Sarah Whitemore: Why should employers consider hybrid working?

Hybrid working is a form of flexible working that allows employees to split their time between the workplace and working remotely. Under hybrid working arrangements, an employee may have set days when they can work from home with the remaining days in the office, or a more flexible model where the employee chooses which days they spend in the workplace.

Hybrid working can be beneficial for employers as it can facilitate a more efficient use of premises, reduce parking costs and other operating costs, and improve productivity. It can be beneficial for employee morale, as many feel it gives them more flexibility and improves their work-life balance.

Having a hybrid-working policy means emploeyrs can avoid an employee making a formal flexible working request if they don’t wish to work in the workplace full time. The advantage here is that the hybrid working policy can be amended and adapted more readily to deal with the ever-changing pandemic circumstances. In contrast, a flexible-working request will be for a permanent and fixed change to the employee’s contract of employment which can only be made once in any 12-month period and there may be more ability to adapt and respond with a hybrid-working policy as a consequence.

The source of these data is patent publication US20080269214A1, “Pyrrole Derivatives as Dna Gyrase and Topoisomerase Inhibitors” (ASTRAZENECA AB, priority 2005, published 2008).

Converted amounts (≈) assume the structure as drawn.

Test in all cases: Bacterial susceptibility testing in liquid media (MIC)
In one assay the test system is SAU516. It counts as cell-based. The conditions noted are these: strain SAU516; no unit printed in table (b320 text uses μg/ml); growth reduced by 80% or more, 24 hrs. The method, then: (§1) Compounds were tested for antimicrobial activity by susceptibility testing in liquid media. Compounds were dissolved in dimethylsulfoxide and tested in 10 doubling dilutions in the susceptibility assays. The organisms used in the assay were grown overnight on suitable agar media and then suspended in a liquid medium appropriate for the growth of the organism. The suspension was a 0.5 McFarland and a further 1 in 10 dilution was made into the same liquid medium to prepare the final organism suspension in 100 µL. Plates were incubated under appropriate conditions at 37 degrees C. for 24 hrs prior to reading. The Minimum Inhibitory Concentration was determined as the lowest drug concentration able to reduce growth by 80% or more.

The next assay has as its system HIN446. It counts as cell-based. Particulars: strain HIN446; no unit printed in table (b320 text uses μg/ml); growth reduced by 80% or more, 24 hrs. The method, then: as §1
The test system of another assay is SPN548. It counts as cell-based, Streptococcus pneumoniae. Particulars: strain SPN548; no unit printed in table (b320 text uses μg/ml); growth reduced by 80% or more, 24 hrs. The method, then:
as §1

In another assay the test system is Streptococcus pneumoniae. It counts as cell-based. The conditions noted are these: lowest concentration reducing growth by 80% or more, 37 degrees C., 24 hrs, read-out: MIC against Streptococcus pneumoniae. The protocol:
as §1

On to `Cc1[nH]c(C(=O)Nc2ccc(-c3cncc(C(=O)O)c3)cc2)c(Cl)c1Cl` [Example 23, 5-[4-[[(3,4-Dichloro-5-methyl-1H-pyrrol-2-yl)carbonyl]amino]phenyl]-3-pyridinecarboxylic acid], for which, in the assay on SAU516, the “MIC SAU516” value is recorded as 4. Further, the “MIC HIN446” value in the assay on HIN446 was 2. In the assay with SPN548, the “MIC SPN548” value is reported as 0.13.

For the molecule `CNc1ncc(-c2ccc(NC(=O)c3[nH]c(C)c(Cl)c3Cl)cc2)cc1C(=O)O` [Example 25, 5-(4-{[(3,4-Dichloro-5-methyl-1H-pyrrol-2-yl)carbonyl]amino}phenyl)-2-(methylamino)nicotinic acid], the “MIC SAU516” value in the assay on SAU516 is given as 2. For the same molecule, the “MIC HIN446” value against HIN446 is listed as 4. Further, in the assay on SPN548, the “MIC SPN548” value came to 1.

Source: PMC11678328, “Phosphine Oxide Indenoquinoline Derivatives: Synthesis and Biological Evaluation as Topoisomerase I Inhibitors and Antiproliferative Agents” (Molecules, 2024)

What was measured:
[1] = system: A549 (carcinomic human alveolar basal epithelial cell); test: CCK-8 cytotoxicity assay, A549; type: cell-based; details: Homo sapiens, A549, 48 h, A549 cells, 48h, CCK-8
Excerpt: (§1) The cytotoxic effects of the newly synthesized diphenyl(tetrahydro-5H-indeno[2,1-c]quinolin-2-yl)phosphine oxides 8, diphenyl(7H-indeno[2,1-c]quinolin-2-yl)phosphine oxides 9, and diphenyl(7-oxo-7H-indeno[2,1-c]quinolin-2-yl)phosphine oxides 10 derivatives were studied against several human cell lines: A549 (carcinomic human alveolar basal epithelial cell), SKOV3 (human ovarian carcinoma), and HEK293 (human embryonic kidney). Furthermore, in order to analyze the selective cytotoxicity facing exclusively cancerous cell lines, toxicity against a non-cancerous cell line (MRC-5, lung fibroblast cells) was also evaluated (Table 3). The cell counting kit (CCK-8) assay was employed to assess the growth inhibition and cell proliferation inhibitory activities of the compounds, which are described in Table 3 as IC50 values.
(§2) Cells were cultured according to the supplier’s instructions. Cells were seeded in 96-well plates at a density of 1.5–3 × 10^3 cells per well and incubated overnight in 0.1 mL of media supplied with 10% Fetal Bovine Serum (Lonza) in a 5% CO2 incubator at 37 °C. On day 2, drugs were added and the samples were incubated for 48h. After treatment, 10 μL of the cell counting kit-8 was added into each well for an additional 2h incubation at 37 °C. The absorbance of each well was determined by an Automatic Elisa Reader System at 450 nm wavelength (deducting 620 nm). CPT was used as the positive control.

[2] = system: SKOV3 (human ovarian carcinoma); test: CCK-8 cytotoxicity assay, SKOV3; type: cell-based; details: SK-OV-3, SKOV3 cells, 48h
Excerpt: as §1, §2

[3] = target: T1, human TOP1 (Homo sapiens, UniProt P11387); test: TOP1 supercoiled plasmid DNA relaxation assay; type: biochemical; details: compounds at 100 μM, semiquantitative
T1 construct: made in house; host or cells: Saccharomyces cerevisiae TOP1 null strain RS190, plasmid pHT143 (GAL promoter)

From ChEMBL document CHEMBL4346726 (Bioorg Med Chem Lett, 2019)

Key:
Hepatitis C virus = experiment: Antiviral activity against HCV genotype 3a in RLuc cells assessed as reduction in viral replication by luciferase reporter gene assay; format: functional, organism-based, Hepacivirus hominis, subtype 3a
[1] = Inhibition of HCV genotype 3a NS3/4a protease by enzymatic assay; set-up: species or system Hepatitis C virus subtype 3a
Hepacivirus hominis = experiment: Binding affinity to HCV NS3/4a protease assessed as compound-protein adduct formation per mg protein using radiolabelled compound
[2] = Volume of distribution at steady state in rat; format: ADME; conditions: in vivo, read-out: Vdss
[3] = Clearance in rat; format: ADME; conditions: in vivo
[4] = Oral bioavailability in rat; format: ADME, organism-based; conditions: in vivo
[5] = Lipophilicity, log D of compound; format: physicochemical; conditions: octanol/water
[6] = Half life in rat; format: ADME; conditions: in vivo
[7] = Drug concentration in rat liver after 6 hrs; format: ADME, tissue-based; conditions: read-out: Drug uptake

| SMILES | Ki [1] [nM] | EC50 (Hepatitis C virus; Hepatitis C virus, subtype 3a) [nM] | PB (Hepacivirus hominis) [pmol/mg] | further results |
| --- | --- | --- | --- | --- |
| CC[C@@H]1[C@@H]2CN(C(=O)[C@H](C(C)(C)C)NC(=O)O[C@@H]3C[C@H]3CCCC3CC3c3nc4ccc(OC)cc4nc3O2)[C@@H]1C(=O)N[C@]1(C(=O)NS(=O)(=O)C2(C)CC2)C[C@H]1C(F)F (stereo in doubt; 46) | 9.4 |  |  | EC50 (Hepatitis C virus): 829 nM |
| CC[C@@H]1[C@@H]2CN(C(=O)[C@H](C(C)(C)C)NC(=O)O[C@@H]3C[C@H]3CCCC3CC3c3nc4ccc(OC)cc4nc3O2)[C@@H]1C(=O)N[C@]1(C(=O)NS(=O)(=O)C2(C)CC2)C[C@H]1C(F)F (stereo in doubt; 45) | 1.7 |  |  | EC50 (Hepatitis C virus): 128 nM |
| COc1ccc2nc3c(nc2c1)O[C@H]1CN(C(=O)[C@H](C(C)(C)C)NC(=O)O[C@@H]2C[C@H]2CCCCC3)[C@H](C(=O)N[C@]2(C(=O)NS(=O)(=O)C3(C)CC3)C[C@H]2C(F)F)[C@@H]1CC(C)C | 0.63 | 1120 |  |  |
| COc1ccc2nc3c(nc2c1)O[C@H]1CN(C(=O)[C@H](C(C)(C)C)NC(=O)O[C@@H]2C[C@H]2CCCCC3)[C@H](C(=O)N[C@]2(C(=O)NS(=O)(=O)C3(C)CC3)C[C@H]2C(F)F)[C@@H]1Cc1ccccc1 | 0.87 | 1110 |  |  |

Additionally, a hybrid working policy is one that generally applies to a large group of employees, perhaps a team, department or the whole business rather than being personal to the one individual employee.

As an employer, there are other considerations regarding hybrid working. They will need to assess whether hybrid working is a viable option for their business, whether roles are suitable for homeworking, how time will be split, whether there will be set days working from home and management structure. Also, they will need to be attune to any associated risks of working from home, such as an impact on mental health and fatigue that can arise from employees not being able to “switch off”. A hybrid working policy containing guidelines for managers and employees should be implemented. Expenses, health and safety and IT policies should also be reviewed. Employment contracts may also need to be amended to reflect the change in employee working arrangements.

Sarah Whitemore is employment law partner at Warner Goodman LLP